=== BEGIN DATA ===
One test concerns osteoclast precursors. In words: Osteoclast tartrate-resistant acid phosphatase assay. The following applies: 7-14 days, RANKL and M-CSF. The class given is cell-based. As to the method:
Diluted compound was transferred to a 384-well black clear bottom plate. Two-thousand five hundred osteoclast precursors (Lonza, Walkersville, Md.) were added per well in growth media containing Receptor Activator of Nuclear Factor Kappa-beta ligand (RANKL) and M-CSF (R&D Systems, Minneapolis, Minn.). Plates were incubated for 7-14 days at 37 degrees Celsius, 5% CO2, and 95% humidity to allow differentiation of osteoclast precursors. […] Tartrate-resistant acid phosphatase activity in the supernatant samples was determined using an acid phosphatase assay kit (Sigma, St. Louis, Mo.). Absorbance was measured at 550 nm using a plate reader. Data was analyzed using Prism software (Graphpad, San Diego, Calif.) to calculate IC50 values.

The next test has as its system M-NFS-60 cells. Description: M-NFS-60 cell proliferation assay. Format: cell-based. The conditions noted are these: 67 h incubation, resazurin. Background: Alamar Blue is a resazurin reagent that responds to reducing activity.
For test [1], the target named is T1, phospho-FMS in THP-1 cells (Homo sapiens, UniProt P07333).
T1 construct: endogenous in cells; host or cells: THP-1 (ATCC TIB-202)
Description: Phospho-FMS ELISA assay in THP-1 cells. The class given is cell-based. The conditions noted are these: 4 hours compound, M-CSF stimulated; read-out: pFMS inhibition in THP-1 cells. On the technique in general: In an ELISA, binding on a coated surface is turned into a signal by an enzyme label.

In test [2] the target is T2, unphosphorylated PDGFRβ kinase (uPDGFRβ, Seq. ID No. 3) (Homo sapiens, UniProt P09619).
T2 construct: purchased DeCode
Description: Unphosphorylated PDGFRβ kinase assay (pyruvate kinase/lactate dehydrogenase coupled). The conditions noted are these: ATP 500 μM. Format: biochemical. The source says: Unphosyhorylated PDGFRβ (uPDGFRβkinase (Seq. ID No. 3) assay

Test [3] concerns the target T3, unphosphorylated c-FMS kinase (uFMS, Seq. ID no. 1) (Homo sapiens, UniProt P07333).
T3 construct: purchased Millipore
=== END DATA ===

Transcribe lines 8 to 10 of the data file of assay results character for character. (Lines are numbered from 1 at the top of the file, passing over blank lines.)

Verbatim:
T2 construct: purchased DeCode
Description: Unphosphorylated PDGFRβ kinase assay (pyruvate kinase/lactate dehydrogenase coupled). The conditions noted are these: ATP 500 μM. Format: biochemical. The source says: Unphosyhorylated PDGFRβ (uPDGFRβkinase (Seq. ID No. 3) assay

Test [3] concerns the target T3, unphosphorylated c-FMS kinase (uFMS, Seq. ID no. 1) (Homo sapiens, UniProt P07333).